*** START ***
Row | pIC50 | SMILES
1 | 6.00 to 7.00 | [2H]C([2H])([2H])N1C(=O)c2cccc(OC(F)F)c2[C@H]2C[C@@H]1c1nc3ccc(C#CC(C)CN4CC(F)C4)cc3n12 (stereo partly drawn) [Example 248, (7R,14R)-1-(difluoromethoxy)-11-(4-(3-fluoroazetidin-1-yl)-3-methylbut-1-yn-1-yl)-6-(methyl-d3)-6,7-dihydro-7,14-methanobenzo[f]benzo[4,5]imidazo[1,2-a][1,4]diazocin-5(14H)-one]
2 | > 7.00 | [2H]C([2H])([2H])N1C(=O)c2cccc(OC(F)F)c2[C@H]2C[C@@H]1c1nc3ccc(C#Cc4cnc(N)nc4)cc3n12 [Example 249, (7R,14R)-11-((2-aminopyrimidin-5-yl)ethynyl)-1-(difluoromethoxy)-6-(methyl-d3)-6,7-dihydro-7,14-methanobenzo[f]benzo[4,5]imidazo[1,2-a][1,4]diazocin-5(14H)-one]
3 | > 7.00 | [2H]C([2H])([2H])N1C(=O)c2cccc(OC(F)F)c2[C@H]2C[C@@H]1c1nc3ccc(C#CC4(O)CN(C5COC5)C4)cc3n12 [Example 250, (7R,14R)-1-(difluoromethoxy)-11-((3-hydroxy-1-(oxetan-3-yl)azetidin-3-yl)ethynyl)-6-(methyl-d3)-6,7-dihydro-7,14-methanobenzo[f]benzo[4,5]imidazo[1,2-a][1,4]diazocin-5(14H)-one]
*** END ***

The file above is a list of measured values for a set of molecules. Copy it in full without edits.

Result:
Row | pIC50 | SMILES
1 | 6.00 to 7.00 | [2H]C([2H])([2H])N1C(=O)c2cccc(OC(F)F)c2[C@H]2C[C@@H]1c1nc3ccc(C#CC(C)CN4CC(F)C4)cc3n12 (stereo partly drawn) [Example 248, (7R,14R)-1-(difluoromethoxy)-11-(4-(3-fluoroazetidin-1-yl)-3-methylbut-1-yn-1-yl)-6-(methyl-d3)-6,7-dihydro-7,14-methanobenzo[f]benzo[4,5]imidazo[1,2-a][1,4]diazocin-5(14H)-one]
2 | > 7.00 | [2H]C([2H])([2H])N1C(=O)c2cccc(OC(F)F)c2[C@H]2C[C@@H]1c1nc3ccc(C#Cc4cnc(N)nc4)cc3n12 [Example 249, (7R,14R)-11-((2-aminopyrimidin-5-yl)ethynyl)-1-(difluoromethoxy)-6-(methyl-d3)-6,7-dihydro-7,14-methanobenzo[f]benzo[4,5]imidazo[1,2-a][1,4]diazocin-5(14H)-one]
3 | > 7.00 | [2H]C([2H])([2H])N1C(=O)c2cccc(OC(F)F)c2[C@H]2C[C@@H]1c1nc3ccc(C#CC4(O)CN(C5COC5)C4)cc3n12 [Example 250, (7R,14R)-1-(difluoromethoxy)-11-((3-hydroxy-1-(oxetan-3-yl)azetidin-3-yl)ethynyl)-6-(methyl-d3)-6,7-dihydro-7,14-methanobenzo[f]benzo[4,5]imidazo[1,2-a][1,4]diazocin-5(14H)-one]